Main article: Xiao'erjing
Xiao'erjing (also Xiao'erjin or Xiaojing) is the practice of writing Sinitic languages such as Mandarin (especially the Lanyin, Zhongyuan and Northeastern dialects) or the Dungan language in the Arabic script. It is used on occasion by many ethnic minorities who adhere to the Islamic faith in China (mostly the Hui, but also the Dongxiang and the Salar) and formerly by their Dungan descendants in Central Asia.
There is a long history of Muslim development and participation at the highest level of Chinese wushu. The Hui started and adapted many of the styles of wushu such as bajiquan, piguazhang and liuhequan. There were specific areas that were known to be centers of Muslim wushu, such as Cang County in Hebei Province. These traditional Hui martial arts were very distinct from the Turkic styles practiced in Xinjiang.
The Han Kitab was a collection of Chinese Islamic texts written by Chinese Muslim which synthesized Islam and Confucianism. It was written in the early 18th century during the Qing dynasty. Han is Chinese for Chinese and kitab (ketabu in Chinese) is Arabic for book. Liu Zhi wrote his Han Kitab in Nanjing in the early 18th century. The works of Wu Sunqie, Zhang Zhong and Wang Daiyu were also included in the Han Kitab.
The Han Kitab was widely read and approved of by later Chinese Muslims such as Ma Qixi, Ma Fuxiang and Hu Songshan. They believed that Islam could be understood through Confucianism.
A lot of Chinese students including male and females join International Islamic University, Islamabad to gain Islamic knowledge. For some Muslim groups in China, such as the Hui and Salar minorities, coeducation is frowned upon; for some groups such as Uyghurs, it is not.
Main articles: Women's mosques § China, and Women as imams
With the exception of China, the world has very few mosques directed by women. Among the Hui, women are allowed to become imams or ahong, and a number of woman-only mosques have been established. The tradition evolved from earlier Quranic schools for girls, with the oldest, the Wangjia Hutong Women's Mosque in Kaifeng, dating to 1820.
loose-rein (jimi) policy, 104, 124 Lord of Resplendent Heaven, 106 Lord on High, 3, 25, 82, 93, 94 loyalty, ... Donald, 36, 39, 54 Muslims, Qincha Hui, 124, 128, 131 "mutual production and mutual destruction," 79 Nanjing, 22--23
Tibetans south of the Yellow river were displaced much earlier by Salar and ... intermarried extensively with local Tibetan women , under the condition that ...
The Salar did and do not fully exclude intermarriage with other ethnic groups. ... reached that allowed Salar men to marry Tibetan women (Ma 2011, 63).
The Salar did and do not fully exclude intermarriage with other ethnic groups. ... reached that allowed Salar men to marry Tibetan women (Ma 2011, 63).
towards outsiders, the Salar language has been retained. Additionally, the ethnic group has been continuously absorbing a great amount of new blood from other nationalities. In history, with the exception of Hui, there is no case of a Salar's daughter marrying a non-Salar. On the contrary , many non - Salar females married into Salar households . As folk acounts and historical records recount , shortly after Salar ancestors reached Xunhua , they had relationships with neighbouring Tibetans through marriage .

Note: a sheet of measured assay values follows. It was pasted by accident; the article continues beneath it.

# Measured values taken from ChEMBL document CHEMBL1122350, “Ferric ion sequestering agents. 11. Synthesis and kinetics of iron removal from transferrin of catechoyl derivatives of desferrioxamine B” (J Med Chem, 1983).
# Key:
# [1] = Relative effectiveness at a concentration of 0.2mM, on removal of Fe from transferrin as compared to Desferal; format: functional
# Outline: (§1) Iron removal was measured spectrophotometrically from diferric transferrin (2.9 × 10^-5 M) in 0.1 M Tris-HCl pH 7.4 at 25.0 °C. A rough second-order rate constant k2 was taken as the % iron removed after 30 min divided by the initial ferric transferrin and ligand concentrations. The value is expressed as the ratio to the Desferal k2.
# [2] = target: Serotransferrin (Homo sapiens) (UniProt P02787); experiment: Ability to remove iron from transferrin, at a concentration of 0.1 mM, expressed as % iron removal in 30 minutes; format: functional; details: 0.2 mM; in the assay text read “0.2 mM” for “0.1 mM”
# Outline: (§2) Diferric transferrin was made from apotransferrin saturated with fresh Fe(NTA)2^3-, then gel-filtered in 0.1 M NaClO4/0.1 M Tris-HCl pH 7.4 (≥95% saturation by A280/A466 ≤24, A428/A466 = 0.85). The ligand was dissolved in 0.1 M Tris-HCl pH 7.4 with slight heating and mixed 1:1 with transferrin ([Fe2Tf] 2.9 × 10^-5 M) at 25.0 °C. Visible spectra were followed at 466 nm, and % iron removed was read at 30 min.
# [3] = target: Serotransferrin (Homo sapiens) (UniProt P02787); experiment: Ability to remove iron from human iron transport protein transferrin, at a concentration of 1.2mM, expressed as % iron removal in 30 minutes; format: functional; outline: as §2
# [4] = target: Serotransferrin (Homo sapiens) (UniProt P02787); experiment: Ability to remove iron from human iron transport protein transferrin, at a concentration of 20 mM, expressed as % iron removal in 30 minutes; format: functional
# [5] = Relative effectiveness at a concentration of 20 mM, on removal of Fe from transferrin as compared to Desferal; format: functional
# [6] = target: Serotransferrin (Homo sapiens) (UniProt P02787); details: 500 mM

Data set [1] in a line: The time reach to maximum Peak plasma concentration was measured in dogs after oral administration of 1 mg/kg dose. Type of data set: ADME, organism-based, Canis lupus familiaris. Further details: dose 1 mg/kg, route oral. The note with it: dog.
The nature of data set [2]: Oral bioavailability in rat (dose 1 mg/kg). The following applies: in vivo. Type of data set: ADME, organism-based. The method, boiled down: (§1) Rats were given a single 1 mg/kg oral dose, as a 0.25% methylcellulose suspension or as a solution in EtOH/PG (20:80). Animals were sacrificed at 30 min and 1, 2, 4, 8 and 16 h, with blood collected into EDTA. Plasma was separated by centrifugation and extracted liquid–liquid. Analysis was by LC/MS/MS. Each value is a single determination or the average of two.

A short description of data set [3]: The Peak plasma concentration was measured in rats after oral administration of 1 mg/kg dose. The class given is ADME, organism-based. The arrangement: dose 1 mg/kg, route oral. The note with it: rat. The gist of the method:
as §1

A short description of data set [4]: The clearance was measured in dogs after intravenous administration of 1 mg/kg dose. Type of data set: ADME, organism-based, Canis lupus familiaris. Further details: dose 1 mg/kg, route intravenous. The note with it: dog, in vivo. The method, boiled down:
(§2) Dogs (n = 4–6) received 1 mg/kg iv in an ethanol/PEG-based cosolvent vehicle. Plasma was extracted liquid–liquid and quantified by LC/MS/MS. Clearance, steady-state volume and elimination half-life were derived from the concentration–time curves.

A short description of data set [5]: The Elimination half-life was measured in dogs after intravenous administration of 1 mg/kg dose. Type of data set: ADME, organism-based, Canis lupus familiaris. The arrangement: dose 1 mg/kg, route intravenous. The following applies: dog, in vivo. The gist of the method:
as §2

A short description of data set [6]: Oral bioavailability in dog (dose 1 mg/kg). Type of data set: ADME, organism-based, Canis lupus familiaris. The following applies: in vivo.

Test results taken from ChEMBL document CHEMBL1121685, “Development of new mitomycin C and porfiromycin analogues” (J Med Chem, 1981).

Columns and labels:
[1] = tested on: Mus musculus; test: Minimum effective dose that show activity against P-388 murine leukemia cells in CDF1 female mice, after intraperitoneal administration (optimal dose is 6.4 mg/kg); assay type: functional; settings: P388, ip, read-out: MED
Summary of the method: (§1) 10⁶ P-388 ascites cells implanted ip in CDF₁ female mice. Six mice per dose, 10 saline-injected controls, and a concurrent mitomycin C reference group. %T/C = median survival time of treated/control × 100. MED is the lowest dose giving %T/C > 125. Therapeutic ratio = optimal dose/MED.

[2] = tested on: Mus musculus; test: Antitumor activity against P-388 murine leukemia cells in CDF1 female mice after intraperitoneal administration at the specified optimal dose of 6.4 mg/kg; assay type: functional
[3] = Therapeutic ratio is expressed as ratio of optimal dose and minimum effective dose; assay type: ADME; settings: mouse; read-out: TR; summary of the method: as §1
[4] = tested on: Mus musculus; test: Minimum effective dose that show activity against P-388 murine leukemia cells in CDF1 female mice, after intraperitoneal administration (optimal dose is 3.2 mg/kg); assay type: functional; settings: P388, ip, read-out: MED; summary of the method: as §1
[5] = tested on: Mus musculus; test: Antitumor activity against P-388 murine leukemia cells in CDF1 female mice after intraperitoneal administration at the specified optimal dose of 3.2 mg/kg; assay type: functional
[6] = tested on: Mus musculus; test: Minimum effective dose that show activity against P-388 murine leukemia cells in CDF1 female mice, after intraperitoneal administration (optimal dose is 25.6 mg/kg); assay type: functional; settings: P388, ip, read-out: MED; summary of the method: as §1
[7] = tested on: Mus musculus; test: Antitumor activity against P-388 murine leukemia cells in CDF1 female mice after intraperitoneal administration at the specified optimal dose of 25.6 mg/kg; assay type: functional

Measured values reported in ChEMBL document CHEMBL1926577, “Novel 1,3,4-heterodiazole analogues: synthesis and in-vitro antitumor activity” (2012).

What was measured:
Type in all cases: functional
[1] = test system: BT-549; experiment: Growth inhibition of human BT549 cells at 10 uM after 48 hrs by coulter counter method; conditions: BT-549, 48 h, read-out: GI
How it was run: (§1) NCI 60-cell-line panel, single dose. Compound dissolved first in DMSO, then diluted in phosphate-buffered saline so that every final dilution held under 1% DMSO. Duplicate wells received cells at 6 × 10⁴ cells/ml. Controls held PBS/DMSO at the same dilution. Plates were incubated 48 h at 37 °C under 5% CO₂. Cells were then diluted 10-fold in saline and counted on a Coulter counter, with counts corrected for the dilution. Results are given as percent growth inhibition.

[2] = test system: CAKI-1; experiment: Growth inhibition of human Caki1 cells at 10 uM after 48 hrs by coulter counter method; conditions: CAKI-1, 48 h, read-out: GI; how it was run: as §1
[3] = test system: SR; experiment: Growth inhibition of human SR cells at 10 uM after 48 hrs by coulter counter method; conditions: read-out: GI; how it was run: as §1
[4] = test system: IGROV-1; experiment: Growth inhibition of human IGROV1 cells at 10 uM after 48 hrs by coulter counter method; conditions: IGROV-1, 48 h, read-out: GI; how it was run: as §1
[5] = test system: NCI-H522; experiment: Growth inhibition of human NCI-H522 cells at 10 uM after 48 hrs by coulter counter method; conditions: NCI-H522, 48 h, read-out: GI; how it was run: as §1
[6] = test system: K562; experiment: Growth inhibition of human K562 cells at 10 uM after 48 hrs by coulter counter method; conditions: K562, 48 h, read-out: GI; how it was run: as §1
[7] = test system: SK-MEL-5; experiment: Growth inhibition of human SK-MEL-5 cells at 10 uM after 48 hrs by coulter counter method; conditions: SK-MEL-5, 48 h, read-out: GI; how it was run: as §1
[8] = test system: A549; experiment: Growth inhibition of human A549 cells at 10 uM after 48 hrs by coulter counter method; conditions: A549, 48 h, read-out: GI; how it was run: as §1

Tibetans south of the Yellow river were displaced much earlier by Salar and ... intermarried extensively with local Tibetan women , under the condition that ...
Central Asian Sufi Masters who gave to the founder of the Chinese Qādiriyya his early training.25 Gladney wrote in his book Chinese Muslims that Afāq Khvāja preached to the northeastern Tibetans but he does not tell us what are his sources. ... The cities of northwestern China visited by the khvāja are Xining (in Qinghai), Hezhou (the old name for Linxia, the Chinese Mecca) in Gansu and Xunhua near the Gansu-Qinghai border where the Salar Turks live amidst a predominantly Tibetan Buddhist population. Gansu is a natural corridor linking China with Eastern Turkestan and Central Asia It is a ... passageway through which the silk road slipped between the Tibetan plateau to the west and the Mongolian grasslands to the north. In addition to the Chinese and the Tibetans , Gansu was also home to different people like the Salar Turks and the Dongxiang or Mongol Muslims, both preached to by Afāq Khvāja. ... (actually the city of Kuna according to Nizamüddin Hüsäyin.26 Although the Salars intermarried with the Tibetans, Chinese and Hui, they have maintained their customs until now. From the Mission d'Ollone who explored this area at the beginning of the century , we learn that some Chinese Muslims of this area married Tibetan women who had kept their religion , i . e . Lamaism , and that their sons were either Muslim or Buddhist. We are told for example that in one of these families, there was one son who was a Muslim and the other who became a Lama. Between the monastery of Lha-brang and the city of Hezhou (Linxia, it is also indicated that there were Muslims living in most of the Chinese and Tibetan...
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For instance, in the early years of Emperor Hongwu's reign in the Ming Dynasty ' His Majesty ordered mosques to be built in Xijing and Nanjing [the capital cities], and in southern Yunnan, Fujian and Guangdong. His Majesty also personally wrote baizizan [a eulogy] in praise of the Prophet's virtues'. The Ming Emperor Xuanzong once issued imperial orders to build a mosque in Nanjing in response to Zheng He's request (Liu Zhi, 1984 reprint: 358–374). Mosques built by imperial decree raised the social position of Islam, and assistance from upper-class Muslims helped to sustain religious sites in certain areas.
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The People's Republic, founded in 1949, banned private confessional teaching from the early 1950s to the 1980s, until a more liberal stance allowed religious mosque education to resume and private Muslim schools to open. Moreover, except in Xinjiang for fear of secessionist feelings, the government allowed and sometimes encouraged the founding of private Muslim schools in order to provide education for people who could not attend increasingly expensive state schools or who left them early, for lack of money or lack of satisfactory achievements.
What's happened to the vanished Uighurs of Xinjiang?